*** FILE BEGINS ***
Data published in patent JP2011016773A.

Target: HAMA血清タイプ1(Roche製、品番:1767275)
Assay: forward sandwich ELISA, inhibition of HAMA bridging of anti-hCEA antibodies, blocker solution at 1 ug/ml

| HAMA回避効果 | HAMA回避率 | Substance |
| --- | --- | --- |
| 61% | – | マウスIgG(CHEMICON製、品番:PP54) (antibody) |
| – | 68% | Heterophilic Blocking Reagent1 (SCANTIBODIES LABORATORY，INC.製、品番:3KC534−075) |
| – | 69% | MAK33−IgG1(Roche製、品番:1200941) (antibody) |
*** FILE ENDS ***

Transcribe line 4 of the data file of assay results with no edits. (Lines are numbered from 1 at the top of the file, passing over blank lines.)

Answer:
| HAMA回避効果 | HAMA回避率 | Substance |